Where were you when you first experienced elation? I have vague, early-childhood memories of blissful birthdays with cakes shaped as Subbuteo pitches and parties at water parks. In my teenage years I hit new heights kayaking down French alpine rivers, dodging rocks and trees, mostly the right way up, to be rewarded with pure adulation coursing through my veins at the finish.
Of course, in sports, there was the 2003 Rugby World Cup final, that 5-1 against Germany, the Miracle at Medinah, Super Saturday, and the 2012 Autumn Internationals when Tuilagi opened up the All Blacks’ back line like a bayonet through a pack of ravioli.
When I recall these memories I find my mind has assiduously mapped out the little details surrounding the events. It was as if I was a little bit more conscious, a little bit more alert. I felt more alive; and it felt good.
It’s little wonder that we spend good money and much time pursuing things in life that leave us feeling good. It is, after all, nice to feel good. Great experiences, like a concert or climbing a mountain or a fantastic holiday, cause us to seek for further great experiences.
When we come back from our travels the first question often is, “Where next?” The pursuit of pleasure leads us to open up our wallets and map out our time with war-room-like efficiency.
Now currently, we are told that around 10% of people in Britain attend some kind of church once a month (2013 stats). On that basis, one could conclude that our country isn’t particularly religious, yet our behaviours I think tell another story.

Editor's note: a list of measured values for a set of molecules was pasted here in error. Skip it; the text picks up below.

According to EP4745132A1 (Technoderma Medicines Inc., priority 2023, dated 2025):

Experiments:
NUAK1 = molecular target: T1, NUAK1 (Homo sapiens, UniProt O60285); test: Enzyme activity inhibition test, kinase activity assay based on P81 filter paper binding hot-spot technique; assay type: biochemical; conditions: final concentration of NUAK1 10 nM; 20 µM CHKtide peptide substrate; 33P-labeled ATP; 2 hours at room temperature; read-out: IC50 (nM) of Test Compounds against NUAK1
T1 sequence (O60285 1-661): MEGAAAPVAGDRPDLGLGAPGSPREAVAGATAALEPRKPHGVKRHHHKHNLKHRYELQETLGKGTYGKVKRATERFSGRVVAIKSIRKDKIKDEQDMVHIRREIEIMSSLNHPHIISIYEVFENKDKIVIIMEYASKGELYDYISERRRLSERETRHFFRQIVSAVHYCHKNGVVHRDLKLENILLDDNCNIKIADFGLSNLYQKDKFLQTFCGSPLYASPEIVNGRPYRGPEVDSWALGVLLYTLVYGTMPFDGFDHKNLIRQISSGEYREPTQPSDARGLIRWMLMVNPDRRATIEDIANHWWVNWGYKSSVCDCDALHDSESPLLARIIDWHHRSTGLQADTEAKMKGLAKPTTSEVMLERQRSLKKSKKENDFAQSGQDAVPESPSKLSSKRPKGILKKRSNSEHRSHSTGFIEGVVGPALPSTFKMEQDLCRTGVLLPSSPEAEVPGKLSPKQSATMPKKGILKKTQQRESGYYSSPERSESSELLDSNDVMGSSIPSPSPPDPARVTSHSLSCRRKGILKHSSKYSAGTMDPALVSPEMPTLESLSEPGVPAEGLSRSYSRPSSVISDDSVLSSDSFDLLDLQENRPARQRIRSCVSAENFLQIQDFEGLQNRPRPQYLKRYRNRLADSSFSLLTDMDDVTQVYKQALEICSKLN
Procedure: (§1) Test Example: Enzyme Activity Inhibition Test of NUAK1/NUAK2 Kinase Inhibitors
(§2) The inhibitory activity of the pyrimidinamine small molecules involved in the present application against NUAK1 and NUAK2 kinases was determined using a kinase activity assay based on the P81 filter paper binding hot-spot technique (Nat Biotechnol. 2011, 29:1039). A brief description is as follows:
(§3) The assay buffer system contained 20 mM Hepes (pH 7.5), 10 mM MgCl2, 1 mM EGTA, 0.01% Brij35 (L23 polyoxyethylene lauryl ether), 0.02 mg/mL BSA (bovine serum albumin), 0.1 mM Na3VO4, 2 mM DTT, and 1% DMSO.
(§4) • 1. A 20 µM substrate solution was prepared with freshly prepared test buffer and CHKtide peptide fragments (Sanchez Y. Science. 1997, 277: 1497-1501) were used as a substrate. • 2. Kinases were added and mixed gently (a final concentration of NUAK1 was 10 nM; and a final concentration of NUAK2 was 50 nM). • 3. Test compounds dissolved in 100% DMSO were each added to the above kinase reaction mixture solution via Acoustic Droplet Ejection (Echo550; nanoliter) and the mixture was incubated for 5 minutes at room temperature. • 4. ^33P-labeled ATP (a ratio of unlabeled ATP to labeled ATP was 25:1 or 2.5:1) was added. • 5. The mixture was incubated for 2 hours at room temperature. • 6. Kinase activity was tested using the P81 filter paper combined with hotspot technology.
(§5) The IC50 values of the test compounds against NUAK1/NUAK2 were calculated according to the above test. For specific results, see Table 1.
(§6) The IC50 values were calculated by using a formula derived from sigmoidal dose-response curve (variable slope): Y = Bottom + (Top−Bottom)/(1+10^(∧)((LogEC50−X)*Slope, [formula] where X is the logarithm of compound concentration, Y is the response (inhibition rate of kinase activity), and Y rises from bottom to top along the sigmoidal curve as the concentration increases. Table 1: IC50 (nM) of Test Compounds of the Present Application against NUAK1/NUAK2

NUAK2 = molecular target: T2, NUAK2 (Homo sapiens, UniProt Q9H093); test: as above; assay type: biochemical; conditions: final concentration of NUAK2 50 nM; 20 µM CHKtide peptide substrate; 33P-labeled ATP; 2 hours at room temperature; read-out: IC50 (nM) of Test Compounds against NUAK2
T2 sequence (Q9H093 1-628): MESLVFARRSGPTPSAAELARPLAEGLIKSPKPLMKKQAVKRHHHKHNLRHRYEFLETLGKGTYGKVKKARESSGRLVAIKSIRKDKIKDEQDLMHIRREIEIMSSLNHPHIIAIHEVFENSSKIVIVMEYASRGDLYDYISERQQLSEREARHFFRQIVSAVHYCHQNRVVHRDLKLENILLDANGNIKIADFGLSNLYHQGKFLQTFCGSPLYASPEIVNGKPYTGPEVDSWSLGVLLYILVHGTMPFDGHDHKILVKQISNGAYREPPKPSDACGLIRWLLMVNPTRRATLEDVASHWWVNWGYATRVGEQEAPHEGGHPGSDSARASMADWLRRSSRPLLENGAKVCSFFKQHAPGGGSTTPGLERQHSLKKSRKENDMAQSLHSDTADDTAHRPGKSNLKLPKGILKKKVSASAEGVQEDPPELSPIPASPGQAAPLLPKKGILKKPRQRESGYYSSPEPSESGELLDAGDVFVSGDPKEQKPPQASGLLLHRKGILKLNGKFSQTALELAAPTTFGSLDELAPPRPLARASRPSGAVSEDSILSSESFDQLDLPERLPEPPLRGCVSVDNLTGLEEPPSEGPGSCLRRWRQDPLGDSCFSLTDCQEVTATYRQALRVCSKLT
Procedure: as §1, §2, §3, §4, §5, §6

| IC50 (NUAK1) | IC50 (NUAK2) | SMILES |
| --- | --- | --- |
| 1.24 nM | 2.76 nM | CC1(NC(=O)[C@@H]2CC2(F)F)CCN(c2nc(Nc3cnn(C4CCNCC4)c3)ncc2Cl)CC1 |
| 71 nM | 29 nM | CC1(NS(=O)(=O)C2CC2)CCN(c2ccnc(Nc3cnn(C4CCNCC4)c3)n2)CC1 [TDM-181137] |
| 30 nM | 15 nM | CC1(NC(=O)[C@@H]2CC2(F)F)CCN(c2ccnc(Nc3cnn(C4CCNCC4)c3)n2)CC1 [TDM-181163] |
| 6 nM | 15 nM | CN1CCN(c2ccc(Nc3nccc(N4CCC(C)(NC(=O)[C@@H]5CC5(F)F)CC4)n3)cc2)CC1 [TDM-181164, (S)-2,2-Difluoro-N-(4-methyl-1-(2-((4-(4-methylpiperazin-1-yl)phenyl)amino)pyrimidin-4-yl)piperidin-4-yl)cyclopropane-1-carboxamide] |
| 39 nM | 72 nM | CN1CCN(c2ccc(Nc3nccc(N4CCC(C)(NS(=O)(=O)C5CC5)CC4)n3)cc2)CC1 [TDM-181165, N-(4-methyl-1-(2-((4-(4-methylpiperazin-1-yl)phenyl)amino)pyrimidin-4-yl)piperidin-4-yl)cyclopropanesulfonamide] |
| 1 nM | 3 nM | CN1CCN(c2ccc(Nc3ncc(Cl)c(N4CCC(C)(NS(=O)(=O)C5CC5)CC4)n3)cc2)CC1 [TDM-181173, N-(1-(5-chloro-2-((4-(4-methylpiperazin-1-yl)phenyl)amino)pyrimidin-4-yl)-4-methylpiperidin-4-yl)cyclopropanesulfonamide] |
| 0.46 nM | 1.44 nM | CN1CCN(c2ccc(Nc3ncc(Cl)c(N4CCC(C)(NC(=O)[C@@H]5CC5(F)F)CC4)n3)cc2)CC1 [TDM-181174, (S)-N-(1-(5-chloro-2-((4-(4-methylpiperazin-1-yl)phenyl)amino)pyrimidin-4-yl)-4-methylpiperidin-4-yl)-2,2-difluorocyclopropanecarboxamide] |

Consider the humble football fan. He supports the team his father did, and lives locally enough to make it to most of the home games. He has a season ticket, and a draw in his bedroom with team shirts of years gone by. After the game he comes home and turns on the TV to watch the highlights and catch up on the rest of the league.
Through the ups and downs and the comings and going of new managers, he sticks by his team. Visiting regularly, checking websites, inviting his friends, and spending his cash. Now what about that is not religious?
And to a certain extent I’m with him. Saturday evening, when the world is a little quieter, I quite like a bit of Match of the Day. I like the routine, the familiarity, the ‘quick fix’ of action, and of course, catching the goals. And apparently I’m not the only one with around seven million viewers tuning in over the weekend.
Having now been going for 50 years, it really has become an institution. In the recent ‘Match of the Day at 50’ program, Thierry Henry when asked about his thoughts on the show replied, “It’s like going to church, you know, it’s a religious thing. It’s part of the culture in England.” I think he’s spot on.
“It’s like going to church, you know, it’s a religious thing. It’s part of the culture in England.”
And in this statement I think lies the fact that Britain is indeed a religious country. It is a religious country because it is a country of worshippers. No, it might not be the Christian God or another religion that the majority of the people turn to for comfort and hope, but it will be something.
In our lives we have these sunshine-through-the-clouds moments, mini-revelations or periods of elation perhaps. We stare at them, think on them, analyse and run after them because we are looking to orientate our lives in a certain direction.
We worship. The choice we have then is what or who do we worship? What or who is truly worthy to be worshiped? Many of us are content to fix our eyes on the moment, the experience, the snippet of ecstasy and miss the author of all these things, God.
The next time you hit a high, enjoy it. Enjoy it and be thankful, and then, perhaps the next day when you wake up, why not begin to investigate why you are grateful and to whom you ought to be offering your thanks?
This article first appeared in the November/December 2014 edition of Sorted Magazine.